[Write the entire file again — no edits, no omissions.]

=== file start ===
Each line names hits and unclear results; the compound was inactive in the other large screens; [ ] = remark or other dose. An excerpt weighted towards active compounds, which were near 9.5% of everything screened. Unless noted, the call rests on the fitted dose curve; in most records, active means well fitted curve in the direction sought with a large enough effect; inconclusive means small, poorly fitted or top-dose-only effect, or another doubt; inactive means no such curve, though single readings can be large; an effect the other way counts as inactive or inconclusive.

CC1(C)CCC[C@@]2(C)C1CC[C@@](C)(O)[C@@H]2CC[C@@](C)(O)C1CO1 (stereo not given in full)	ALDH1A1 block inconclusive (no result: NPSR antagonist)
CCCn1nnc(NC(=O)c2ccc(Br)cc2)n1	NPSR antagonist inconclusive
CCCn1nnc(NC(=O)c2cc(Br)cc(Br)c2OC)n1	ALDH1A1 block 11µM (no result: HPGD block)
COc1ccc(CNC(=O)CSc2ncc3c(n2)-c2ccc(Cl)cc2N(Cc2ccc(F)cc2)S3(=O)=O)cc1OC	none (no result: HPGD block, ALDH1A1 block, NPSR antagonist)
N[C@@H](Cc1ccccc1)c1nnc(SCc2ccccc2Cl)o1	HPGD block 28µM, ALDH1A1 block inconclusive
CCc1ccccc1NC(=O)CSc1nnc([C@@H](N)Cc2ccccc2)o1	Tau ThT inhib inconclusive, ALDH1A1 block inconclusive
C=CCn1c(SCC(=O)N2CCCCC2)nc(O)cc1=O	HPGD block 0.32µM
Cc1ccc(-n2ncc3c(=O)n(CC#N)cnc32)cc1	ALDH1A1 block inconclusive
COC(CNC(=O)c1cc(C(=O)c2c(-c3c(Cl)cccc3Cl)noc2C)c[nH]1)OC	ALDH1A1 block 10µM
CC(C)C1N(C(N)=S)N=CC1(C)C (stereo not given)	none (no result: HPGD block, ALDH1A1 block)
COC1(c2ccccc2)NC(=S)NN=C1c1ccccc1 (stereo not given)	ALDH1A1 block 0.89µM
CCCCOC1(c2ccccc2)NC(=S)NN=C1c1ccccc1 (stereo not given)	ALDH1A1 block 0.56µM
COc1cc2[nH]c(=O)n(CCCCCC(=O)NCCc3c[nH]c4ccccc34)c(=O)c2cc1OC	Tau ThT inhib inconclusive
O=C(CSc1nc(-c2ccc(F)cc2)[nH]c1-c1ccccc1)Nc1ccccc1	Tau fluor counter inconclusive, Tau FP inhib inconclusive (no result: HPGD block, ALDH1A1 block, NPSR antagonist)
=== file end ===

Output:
Each line names hits and unclear results; the compound was inactive in the other large screens; [ ] = remark or other dose. An excerpt weighted towards active compounds, which were near 9.5% of everything screened. Unless noted, the call rests on the fitted dose curve; in most records, active means well fitted curve in the direction sought with a large enough effect; inconclusive means small, poorly fitted or top-dose-only effect, or another doubt; inactive means no such curve, though single readings can be large; an effect the other way counts as inactive or inconclusive.

CC1(C)CCC[C@@]2(C)C1CC[C@@](C)(O)[C@@H]2CC[C@@](C)(O)C1CO1 (stereo not given in full)	ALDH1A1 block inconclusive (no result: NPSR antagonist)
CCCn1nnc(NC(=O)c2ccc(Br)cc2)n1	NPSR antagonist inconclusive
CCCn1nnc(NC(=O)c2cc(Br)cc(Br)c2OC)n1	ALDH1A1 block 11µM (no result: HPGD block)
COc1ccc(CNC(=O)CSc2ncc3c(n2)-c2ccc(Cl)cc2N(Cc2ccc(F)cc2)S3(=O)=O)cc1OC	none (no result: HPGD block, ALDH1A1 block, NPSR antagonist)
N[C@@H](Cc1ccccc1)c1nnc(SCc2ccccc2Cl)o1	HPGD block 28µM, ALDH1A1 block inconclusive
CCc1ccccc1NC(=O)CSc1nnc([C@@H](N)Cc2ccccc2)o1	Tau ThT inhib inconclusive, ALDH1A1 block inconclusive
C=CCn1c(SCC(=O)N2CCCCC2)nc(O)cc1=O	HPGD block 0.32µM
Cc1ccc(-n2ncc3c(=O)n(CC#N)cnc32)cc1	ALDH1A1 block inconclusive
COC(CNC(=O)c1cc(C(=O)c2c(-c3c(Cl)cccc3Cl)noc2C)c[nH]1)OC	ALDH1A1 block 10µM
CC(C)C1N(C(N)=S)N=CC1(C)C (stereo not given)	none (no result: HPGD block, ALDH1A1 block)
COC1(c2ccccc2)NC(=S)NN=C1c1ccccc1 (stereo not given)	ALDH1A1 block 0.89µM
CCCCOC1(c2ccccc2)NC(=S)NN=C1c1ccccc1 (stereo not given)	ALDH1A1 block 0.56µM
COc1cc2[nH]c(=O)n(CCCCCC(=O)NCCc3c[nH]c4ccccc34)c(=O)c2cc1OC	Tau ThT inhib inconclusive
O=C(CSc1nc(-c2ccc(F)cc2)[nH]c1-c1ccccc1)Nc1ccccc1	Tau fluor counter inconclusive, Tau FP inhib inconclusive (no result: HPGD block, ALDH1A1 block, NPSR antagonist)